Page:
「闇よりも」 (Yami Yorimo)
Might as well get my opinion on the animation out of the way first, since it’s going to be the first thing any of us notice on this episode. The return of Yamauchi and Hayama’s trademark style is sure to split opinions the way episode 5 did, and we’ve heard all the points for and against it already, so I’ll give the rerun a miss. I’ll just say that its usage here feels far less intrusive and is a much better fit to the tone of the episode. With Yamuachi at the helm the animation is evocative of a dark surrealism, and this captured Shun’s descent into full karma demon in a way I don’t think the standard style ever could, especially with the way the moody color palette and ambient filters painted Shun’s increasingly uncontrollable powers in a suitably abstract and eerie light. In fact, I’m feeling his directing was a great complement for the depressingly tragic tone of the episode, plus the action scenes here don’t seem to nearly be as janky as what I remembered. While I’m still not convinced on episode 5 this was a far better showcase of his directorial efforts, again with some of the best artistic direction you’ll see this season. Though equal credit should also go to the unsung background artists who have been performing an absolutely stellar job on the series thus far.
The revelations here come hard and come fast. Miss a beat and the Freudian-inspired dialogue about the human subconscious is likely to fly over your head the same way it did mine. That’s not to say things are difficult to catch; the dangerous mysteries of the subconscious is already a well explored science-fiction trope, and what Shin Sekai Yori is doing here doesn’t stray far off the many other interpretations we’ve seen in the genre. Learning that karma demons and the Hasimoto-Appelbaum syndrome was caused people’s juryoku powers seeping uncontrollably through the gaps of the sealed unconscious isn’t exactly groundbreaking, but more an affirmation for the line of thought the show has steadily been directing us in.
What’s impressive, as it always is with this show, is the execution; this was exactly what I wanted the show to deliver on, to see the details of its intricate plot coming together into perfect symphony. Such as having that opening callback to the karma demon tale. Or bringing in holy barrier as a psychological means of directing the unconscious juryoku flow, and then properly connecting the bizarre ecology to it. Because if there’s one thing Shin Sekai Yori hasn’t exactly been lacking in, it’s the details that’s been populating the story, making it immensely gratifying, as it is any good mystery, to see the disparate pieces line up as neatly as they did here. On top of all these, I was also pleasantly surprised to see how much attention went into the small cues across the series. The amount of thought that went to the most inconspicuous or random of things was simply amazing, such as the explanation for the glass balls Shun was levitating episodes ago, or the contrast between normal Subaru and the poor dog’s horrifying change into a mutant, and they add so much more depth to the narrative payout.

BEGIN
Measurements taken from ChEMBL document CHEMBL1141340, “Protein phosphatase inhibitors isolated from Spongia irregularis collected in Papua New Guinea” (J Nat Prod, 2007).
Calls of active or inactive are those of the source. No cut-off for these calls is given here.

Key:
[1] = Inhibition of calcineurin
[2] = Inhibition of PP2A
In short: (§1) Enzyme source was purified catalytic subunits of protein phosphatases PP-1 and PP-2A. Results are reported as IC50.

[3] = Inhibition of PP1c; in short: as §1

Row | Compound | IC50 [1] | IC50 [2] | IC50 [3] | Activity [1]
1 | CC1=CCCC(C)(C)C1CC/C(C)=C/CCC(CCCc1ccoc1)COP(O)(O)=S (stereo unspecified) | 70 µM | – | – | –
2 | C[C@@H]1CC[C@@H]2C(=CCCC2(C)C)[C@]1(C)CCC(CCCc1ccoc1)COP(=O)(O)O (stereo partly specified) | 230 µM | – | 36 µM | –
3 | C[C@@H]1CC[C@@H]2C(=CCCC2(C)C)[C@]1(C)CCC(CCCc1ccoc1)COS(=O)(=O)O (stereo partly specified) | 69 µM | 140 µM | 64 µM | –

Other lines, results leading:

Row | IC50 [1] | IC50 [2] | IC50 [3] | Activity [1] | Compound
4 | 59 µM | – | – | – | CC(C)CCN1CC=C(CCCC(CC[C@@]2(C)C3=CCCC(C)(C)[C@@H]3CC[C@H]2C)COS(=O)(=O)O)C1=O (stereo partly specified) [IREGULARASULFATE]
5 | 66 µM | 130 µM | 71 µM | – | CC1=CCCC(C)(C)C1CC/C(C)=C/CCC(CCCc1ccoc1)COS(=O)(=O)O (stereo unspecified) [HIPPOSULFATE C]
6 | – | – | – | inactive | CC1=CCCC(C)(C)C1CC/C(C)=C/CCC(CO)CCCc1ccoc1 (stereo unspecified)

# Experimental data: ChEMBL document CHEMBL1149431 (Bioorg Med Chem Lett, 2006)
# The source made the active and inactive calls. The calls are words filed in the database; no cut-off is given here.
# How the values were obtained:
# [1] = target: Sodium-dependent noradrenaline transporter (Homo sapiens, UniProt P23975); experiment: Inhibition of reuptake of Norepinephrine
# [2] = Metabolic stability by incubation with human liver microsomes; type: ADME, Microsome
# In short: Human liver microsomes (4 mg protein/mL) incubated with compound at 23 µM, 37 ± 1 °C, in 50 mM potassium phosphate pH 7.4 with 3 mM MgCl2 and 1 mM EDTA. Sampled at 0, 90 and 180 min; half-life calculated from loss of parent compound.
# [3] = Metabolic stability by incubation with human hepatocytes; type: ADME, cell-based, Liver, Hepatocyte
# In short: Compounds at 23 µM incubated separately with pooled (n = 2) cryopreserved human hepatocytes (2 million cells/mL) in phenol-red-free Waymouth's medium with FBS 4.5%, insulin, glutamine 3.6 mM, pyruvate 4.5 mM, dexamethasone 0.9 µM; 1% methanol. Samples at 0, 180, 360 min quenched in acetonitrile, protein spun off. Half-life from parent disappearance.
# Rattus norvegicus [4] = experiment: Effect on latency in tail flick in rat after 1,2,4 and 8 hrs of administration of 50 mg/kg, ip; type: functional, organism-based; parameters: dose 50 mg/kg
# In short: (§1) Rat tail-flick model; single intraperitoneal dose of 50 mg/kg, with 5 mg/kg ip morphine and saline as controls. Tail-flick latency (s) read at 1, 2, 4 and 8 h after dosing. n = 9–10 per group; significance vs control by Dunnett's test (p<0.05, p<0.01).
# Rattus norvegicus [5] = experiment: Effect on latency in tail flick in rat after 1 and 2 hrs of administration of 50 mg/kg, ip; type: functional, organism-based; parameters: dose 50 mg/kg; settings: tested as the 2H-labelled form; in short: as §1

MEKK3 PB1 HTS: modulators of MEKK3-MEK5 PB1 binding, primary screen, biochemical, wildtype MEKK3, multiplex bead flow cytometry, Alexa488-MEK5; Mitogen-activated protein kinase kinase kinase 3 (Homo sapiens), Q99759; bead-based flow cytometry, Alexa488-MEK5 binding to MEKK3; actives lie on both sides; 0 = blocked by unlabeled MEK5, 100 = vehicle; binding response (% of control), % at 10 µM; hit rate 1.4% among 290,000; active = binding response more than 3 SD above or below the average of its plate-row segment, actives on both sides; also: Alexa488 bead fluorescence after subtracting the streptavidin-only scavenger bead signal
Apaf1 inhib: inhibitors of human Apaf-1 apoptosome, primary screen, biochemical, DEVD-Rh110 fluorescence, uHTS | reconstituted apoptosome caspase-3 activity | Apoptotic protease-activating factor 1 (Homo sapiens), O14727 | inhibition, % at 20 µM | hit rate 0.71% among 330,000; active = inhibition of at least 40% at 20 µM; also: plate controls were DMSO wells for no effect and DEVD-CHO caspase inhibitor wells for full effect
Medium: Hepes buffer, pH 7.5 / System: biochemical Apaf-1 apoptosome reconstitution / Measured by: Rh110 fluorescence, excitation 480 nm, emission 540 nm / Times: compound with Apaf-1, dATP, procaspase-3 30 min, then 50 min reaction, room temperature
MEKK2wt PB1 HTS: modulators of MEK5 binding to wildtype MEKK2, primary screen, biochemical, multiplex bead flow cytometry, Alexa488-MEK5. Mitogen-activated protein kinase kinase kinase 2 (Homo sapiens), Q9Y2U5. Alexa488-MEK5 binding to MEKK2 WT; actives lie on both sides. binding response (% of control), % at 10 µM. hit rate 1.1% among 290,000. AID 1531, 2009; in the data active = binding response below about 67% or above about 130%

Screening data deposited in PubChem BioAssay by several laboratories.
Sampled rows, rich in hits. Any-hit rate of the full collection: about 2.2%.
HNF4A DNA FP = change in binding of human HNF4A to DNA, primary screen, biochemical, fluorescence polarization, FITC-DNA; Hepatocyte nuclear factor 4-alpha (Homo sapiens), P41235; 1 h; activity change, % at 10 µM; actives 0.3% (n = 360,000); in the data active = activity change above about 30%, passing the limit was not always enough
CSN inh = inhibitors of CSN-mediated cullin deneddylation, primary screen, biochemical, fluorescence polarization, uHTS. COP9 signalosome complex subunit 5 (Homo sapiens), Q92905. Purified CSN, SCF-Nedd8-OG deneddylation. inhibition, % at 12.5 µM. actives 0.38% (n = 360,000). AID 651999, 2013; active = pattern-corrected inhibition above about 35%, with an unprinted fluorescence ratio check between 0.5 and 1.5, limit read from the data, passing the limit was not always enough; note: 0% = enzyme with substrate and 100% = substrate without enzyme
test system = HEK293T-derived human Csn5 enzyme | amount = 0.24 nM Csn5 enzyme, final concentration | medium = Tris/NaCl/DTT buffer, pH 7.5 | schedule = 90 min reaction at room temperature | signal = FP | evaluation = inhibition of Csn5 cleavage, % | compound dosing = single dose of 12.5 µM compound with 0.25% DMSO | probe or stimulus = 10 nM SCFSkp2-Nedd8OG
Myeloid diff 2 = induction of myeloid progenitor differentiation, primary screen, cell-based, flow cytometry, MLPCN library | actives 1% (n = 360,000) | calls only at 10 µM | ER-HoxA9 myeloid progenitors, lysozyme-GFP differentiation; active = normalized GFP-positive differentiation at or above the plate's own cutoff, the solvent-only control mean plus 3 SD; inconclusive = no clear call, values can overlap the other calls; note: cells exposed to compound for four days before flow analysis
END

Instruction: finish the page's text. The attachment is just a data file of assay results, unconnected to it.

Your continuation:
But as Saki said, “I don’t really think it matters!”. No, well, yea, of course it does. But you get my point: the heart of this episode really is at the tragedy of Shun’s situation and the romance between the two characters, with the revelations mostly helping to underpin that air of hopelessness surrounding them. Whether or not the two characters managed to strike a chord with you up until now is one thing, but the episode really does a great job in coveying this particular tragic tone, and it’s difficult not to feel the least bit sympathetic for the despair they had to face. (Of course, I expect to be proven otherwise in the comments soon after posting this.) Shun was nothing more but a victim of fate, cursed by the talent he was blessed with. As much as he tried to accept the idea of him being yet another case in human history, we see before long the grief, loneliness and anger he buried in his heart brought to surface when loyal Subaru takes a killing blow from the nekodamashi for him. And Saki, overwhelmed by dashed hopes and her helplessness, can only watch on as she is pushed away by the one person she truly loved. It was positively heartbreaking to see the two be as helpless as they were.
I won’t deny the foreshadowing that’s been pretty explicit throughout the show, but I’ll at least say I didn’t see Shun’s death coming here, only because I didn’t think the show would kill off a major character within the kids’ group before the show’s final stretch. But they did, and the end of the episode was an emotional sucker punch for me in that regard. It’s a beautifully done scene of the tragic final moments these star-crossed lovers had together, and it marks an emotional turning point both for Saki, who resolves to live on, as well as the tone of the story from here on out.